Bloomington aldermen wanted to see some concrete ideas for how the city could close next year’s $3 million budget deficit. Now they’ve got them.
The Bloomington City Council will meet at noon Wednesday for a discussion on the budget. They’ve been provided a new, detailed look at 13 parts of the city’s budget that aldermen wanted to explore for potential cuts or fee increases. The document is a roadmap to $3.1 million in savings.
If they were all enacted—an unlikely scenario, according to the interim city manager—residents and businesses would feel the impact in several ways. Bulk waste and brush pickup could be cut to three times a year, instead of every other week. Businesses would have to pay a $100 registration fee. Fines and inspection fees would increase for landlords. Motorists would have to pay to park in downtown Bloomington garages 24/7, and groups would have to pay to block off streets for community events.
Wednesday’s session is designed to help aldermen discuss spending priorities now, so that deeper budget talks can proceed in January. The next budget year begins May 1, 2018.
“When we come back in January with a proposed budget, (aldermen) will have had a chance to think about it, talk about it with constituents, and decide what are the things that are important enough to find the revenue for it,” said Steve Rasmussen, Bloomington’s interim city manager.
Bloomington is not the only local government facing tight budgets, strained by flattening revenues and rising costs. The Town of Normal and McLean County have both offered early-retirement incentives to longtime employees to tackle their own deficits next year.
For Bloomington, the $3.1 million in potential savings come several areas of city government, including solid waste cuts ($1.3 million annually), a “soft” hiring freeze ($500,000), increased revenue from downtown parking ($400,000), and cuts to low-priority programs like parkway restoration and street sweeping ($371,000).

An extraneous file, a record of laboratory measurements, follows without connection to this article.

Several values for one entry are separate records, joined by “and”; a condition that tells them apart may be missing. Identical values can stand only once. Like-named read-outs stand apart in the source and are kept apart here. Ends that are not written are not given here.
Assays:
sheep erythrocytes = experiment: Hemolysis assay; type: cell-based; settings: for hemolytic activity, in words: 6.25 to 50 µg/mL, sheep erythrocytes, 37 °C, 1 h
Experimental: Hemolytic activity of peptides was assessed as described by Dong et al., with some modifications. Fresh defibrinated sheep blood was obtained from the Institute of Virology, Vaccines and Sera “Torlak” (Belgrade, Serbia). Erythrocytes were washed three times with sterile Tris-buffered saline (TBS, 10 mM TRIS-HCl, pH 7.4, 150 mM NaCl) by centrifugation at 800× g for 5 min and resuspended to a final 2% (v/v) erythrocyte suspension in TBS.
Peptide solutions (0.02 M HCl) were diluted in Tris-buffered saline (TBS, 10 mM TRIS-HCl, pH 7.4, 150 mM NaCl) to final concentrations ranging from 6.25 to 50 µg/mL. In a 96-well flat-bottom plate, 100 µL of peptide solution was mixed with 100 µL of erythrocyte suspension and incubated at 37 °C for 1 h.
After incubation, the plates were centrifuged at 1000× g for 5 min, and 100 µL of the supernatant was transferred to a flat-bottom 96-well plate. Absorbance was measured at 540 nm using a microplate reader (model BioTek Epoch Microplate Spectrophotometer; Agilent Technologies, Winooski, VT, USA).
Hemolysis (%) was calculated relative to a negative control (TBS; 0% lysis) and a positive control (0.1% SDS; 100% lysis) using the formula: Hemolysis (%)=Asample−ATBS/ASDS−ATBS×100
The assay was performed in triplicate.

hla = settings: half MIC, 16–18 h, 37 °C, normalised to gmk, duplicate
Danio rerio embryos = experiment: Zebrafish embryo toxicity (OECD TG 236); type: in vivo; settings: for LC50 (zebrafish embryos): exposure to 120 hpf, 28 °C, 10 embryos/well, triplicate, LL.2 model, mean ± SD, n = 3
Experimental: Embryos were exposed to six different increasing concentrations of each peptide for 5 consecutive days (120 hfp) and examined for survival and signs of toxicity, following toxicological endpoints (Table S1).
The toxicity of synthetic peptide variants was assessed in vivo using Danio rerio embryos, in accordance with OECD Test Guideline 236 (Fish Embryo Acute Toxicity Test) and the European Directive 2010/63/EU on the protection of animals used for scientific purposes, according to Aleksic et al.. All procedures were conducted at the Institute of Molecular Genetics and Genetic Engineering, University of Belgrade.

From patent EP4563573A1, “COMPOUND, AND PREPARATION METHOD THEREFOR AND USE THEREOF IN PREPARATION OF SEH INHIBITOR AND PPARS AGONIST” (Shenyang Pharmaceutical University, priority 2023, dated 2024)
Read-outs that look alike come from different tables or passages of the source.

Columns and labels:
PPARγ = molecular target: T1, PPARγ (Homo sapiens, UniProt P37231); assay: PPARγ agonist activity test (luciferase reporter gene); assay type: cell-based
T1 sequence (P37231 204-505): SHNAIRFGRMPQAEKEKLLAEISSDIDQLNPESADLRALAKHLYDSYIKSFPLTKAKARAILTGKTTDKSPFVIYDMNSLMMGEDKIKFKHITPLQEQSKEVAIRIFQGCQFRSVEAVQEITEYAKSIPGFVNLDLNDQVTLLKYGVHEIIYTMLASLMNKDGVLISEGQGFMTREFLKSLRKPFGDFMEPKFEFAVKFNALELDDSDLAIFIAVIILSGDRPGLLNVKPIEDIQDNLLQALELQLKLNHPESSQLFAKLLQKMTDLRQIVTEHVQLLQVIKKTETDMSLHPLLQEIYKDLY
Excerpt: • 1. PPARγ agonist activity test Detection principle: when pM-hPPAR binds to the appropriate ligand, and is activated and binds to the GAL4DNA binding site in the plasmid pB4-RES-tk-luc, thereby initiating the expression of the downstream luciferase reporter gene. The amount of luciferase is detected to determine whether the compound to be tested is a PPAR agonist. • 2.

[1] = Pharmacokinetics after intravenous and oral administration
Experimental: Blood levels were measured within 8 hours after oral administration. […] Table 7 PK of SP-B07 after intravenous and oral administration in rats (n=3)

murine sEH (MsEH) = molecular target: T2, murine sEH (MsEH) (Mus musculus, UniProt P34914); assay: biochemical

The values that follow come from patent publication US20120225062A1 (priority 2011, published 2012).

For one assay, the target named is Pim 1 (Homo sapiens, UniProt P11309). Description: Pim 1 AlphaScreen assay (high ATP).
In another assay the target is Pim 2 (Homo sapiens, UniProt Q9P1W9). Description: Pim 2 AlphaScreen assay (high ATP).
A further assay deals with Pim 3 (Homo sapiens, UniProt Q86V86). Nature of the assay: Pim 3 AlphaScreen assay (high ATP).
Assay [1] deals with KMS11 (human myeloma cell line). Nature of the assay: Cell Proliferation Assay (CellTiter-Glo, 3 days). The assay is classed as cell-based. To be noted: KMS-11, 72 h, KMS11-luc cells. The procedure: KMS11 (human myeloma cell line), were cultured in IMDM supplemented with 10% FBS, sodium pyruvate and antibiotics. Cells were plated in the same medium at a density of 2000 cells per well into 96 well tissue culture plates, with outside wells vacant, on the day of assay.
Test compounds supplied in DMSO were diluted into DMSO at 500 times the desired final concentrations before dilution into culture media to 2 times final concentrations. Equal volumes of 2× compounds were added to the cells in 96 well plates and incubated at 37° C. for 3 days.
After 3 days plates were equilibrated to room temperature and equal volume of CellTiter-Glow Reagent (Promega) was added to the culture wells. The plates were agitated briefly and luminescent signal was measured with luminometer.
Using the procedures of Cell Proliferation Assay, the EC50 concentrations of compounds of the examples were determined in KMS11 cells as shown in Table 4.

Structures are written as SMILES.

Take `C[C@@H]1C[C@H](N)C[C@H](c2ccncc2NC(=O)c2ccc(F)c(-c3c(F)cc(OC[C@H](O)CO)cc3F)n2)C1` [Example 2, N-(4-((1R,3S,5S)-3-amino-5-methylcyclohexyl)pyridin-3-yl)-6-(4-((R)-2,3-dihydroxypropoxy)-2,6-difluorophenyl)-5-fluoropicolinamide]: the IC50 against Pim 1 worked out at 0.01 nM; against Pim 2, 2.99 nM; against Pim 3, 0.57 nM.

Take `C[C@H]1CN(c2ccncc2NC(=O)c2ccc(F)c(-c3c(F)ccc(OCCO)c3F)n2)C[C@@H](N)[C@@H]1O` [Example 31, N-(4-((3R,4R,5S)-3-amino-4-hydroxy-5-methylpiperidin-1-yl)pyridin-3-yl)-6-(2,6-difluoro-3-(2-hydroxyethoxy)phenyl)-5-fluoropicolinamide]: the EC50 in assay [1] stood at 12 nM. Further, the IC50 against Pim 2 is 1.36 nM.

The $3.1 million in possible savings, spread across eight areas of the city:
Four of the 13 parts of the city’s budget examined “do not appear to have significant savings associated with them,” city staff wrote to aldermen. That includes changes to the city’s golf courses and Creativity Center. Those four items are not included in the $3.1 million savings roadmap.
The city’s total budget is around $214 million. Around half of the city’s general fund costs are salary and benefits. The soft hiring freeze would keep 10 positions unfilled, saving the $500,000.
Sometimes staff cuts have unintended consequences. One example: the U.S. Cellular Coliseum.
In 2009 the city’s external auditor, found six issues that needed to be fixed. One of them was that “there is no formal review or monitoring of Coliseum operations and record-keeping by the appropriate level of City personnel,” the auditor wrote to city leaders. The city’s Finance Department previously performed monthly reviews of the Coliseum, including specific events and accounting.
But in 2009, those reviews were discontinued “as a result of staffing shortages” in the Finance Department, the auditor wrote. That lack of oversight could lead to “potential material misstatement of the financial statements” at the arena, they warned. The auditor recommended the city resume those regularly reviews to “comply” with the city’s contract with Central Illinois Arena Management (CIAM), the company that was then running the city-owned downtown arena.
Fast-forward seven years, and those who ran CIAM now face 111 criminal charges accusing them of theft, fraud, and money laundering related to their Coliseum management.
Rasmussen agreed that was a cautionary tale on how deep to cut.
“You want police, you want fire, you want trash collection. And there some administrative services that you don’t see. What are those people doing in the backroom with the door closed? Well, they’re doing some valuable work that you may not see today, the cost of (losing) them, but you may well see that in the future,” he said.
Wednesday's budget meeting will be held at the Bloomington Center for the Performing Arts.
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